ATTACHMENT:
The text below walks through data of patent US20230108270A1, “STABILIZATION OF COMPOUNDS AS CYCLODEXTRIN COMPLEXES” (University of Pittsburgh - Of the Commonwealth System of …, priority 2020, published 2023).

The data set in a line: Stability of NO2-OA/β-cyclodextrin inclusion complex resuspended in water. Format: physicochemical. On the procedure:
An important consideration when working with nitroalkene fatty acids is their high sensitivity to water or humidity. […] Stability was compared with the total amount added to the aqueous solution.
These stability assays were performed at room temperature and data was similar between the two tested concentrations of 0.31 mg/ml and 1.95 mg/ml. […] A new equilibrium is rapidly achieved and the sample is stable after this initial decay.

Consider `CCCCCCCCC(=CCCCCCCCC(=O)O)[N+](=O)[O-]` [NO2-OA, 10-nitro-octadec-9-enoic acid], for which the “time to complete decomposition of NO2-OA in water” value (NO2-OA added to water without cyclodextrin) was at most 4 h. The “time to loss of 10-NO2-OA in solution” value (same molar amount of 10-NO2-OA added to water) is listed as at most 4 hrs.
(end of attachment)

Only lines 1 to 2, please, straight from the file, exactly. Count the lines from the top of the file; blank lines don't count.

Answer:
The text below walks through data of patent US20230108270A1, “STABILIZATION OF COMPOUNDS AS CYCLODEXTRIN COMPLEXES” (University of Pittsburgh - Of the Commonwealth System of …, priority 2020, published 2023).

The data set in a line: Stability of NO2-OA/β-cyclodextrin inclusion complex resuspended in water. Format: physicochemical. On the procedure: